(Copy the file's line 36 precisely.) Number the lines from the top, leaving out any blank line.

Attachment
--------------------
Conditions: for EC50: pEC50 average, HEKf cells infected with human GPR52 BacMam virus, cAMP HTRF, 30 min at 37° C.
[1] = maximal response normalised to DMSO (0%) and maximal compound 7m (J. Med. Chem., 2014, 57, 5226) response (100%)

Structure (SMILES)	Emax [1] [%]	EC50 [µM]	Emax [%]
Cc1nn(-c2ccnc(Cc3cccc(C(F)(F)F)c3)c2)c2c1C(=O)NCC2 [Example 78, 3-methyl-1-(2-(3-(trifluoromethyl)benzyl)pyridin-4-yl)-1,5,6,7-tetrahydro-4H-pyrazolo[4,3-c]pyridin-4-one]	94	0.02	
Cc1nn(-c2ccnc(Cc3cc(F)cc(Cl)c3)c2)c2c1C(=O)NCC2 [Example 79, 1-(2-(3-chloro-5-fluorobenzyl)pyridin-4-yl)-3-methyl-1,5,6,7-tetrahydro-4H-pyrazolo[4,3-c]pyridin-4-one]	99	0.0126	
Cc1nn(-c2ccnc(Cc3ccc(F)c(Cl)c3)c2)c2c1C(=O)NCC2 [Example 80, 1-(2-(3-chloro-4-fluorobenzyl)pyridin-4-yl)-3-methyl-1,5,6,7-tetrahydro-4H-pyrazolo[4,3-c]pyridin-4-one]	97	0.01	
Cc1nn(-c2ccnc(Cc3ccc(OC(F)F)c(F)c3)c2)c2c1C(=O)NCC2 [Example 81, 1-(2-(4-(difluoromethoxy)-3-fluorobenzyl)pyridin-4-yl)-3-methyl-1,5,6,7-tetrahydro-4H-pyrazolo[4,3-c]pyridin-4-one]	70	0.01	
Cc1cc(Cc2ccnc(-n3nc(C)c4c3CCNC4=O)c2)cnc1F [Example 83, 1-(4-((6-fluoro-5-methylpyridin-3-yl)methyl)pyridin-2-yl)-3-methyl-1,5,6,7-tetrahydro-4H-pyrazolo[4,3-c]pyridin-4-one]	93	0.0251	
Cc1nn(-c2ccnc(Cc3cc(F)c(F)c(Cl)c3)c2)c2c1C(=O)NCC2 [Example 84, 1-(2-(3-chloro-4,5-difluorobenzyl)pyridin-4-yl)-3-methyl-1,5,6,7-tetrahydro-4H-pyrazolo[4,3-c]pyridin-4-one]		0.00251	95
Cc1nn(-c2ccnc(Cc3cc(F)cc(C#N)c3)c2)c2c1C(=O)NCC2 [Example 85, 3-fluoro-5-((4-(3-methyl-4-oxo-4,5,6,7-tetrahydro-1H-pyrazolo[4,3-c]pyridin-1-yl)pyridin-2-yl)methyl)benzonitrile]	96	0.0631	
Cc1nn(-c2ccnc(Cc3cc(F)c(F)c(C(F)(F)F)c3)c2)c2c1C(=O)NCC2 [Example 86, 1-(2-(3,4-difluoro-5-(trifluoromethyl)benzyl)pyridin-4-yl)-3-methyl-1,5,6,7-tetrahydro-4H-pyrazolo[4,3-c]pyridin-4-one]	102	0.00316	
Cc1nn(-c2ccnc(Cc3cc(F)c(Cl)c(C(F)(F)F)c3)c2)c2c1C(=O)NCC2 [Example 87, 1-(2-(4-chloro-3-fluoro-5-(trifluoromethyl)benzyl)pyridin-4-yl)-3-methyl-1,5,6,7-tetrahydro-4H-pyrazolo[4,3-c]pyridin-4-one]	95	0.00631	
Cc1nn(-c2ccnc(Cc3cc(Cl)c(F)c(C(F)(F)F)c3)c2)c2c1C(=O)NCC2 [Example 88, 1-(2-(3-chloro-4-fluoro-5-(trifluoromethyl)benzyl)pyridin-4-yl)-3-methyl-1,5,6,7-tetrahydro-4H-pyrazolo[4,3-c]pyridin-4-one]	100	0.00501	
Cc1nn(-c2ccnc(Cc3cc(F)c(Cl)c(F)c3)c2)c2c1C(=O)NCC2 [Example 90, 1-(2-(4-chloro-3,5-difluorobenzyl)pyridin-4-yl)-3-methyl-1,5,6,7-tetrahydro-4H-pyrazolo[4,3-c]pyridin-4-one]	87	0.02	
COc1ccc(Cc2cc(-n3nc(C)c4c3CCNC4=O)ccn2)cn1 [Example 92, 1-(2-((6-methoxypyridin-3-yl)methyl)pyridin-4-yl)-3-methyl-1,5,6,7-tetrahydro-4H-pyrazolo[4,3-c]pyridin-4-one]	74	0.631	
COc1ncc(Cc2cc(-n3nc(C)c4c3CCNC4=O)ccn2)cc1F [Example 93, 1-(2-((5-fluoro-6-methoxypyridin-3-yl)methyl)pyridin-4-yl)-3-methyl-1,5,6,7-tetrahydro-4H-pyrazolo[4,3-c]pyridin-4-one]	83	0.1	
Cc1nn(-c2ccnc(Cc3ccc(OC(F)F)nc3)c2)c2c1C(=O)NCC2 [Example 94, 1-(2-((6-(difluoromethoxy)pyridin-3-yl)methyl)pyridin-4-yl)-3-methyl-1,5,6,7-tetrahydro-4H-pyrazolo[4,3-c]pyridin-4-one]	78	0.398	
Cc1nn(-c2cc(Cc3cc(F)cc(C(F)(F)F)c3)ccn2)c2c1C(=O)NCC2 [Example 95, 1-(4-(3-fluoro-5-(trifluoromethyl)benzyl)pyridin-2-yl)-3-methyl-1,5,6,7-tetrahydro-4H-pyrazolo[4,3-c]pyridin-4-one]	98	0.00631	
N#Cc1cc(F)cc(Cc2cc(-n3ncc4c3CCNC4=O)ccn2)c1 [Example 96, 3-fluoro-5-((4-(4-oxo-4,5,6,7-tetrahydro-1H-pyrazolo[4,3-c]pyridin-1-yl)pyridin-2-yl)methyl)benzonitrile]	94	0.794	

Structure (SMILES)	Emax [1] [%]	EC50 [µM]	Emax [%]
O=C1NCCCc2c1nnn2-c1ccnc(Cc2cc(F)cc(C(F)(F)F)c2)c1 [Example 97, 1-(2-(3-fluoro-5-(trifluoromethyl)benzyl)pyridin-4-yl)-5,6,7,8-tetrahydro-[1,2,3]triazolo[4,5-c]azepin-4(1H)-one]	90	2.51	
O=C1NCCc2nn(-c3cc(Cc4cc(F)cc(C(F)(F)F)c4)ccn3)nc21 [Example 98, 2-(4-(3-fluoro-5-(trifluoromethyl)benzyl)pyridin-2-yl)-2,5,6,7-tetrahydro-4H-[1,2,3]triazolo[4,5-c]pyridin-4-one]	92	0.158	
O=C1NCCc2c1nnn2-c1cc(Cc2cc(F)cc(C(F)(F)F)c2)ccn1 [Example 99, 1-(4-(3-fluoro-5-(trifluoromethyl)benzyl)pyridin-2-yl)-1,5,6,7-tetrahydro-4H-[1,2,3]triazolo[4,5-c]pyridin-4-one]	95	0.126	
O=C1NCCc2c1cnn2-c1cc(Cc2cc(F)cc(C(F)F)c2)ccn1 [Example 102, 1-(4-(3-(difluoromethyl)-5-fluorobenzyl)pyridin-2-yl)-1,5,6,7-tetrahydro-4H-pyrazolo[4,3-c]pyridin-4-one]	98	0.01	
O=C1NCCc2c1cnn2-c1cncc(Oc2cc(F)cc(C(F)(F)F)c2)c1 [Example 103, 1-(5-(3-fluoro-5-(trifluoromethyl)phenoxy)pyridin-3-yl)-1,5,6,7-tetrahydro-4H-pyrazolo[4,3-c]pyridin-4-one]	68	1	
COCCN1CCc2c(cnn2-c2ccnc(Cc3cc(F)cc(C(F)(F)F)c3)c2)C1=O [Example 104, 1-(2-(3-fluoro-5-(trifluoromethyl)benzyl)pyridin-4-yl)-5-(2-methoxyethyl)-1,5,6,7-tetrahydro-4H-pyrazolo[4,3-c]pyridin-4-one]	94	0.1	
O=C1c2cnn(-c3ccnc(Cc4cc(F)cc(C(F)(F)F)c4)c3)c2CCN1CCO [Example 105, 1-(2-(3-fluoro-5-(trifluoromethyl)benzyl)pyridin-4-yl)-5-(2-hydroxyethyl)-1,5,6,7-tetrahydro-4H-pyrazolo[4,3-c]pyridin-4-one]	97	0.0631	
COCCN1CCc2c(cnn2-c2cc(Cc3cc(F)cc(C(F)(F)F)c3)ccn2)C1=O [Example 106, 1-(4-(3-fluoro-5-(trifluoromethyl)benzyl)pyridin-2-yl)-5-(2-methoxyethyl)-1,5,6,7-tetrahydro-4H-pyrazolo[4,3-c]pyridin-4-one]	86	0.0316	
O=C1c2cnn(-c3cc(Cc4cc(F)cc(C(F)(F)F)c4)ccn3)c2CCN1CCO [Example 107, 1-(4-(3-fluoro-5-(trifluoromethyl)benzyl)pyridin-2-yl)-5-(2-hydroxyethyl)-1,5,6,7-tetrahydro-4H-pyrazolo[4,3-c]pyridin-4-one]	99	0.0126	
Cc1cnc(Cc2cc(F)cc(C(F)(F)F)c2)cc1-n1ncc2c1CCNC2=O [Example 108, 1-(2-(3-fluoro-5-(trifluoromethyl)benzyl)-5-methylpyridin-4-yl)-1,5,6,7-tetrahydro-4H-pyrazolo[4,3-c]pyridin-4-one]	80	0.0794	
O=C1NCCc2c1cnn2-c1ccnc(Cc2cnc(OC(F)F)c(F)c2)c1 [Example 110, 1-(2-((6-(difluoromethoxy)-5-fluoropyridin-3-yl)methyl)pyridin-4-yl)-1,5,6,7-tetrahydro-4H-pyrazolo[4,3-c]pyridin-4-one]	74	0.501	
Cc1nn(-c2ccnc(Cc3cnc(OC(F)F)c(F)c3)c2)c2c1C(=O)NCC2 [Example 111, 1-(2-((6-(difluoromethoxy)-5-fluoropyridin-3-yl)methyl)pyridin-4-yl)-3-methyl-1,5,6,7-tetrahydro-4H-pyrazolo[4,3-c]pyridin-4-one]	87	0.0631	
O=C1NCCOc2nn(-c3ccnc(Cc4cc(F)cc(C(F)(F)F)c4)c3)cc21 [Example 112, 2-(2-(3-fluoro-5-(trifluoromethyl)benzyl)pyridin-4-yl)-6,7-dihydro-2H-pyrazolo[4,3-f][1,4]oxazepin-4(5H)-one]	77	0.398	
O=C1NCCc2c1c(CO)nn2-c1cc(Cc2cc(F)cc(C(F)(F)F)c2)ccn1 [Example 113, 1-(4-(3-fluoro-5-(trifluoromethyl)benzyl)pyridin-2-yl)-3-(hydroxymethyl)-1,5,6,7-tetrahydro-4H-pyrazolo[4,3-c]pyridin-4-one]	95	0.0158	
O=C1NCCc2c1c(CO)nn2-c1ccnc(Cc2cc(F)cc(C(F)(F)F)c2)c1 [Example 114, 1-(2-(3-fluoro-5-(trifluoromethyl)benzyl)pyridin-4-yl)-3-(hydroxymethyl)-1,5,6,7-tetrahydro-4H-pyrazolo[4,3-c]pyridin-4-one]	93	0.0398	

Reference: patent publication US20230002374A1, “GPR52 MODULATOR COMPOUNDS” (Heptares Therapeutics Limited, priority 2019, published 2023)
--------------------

Reference: patent publication US20230002374A1, “GPR52 MODULATOR COMPOUNDS” (Heptares Therapeutics Limited, priority 2019, published 2023)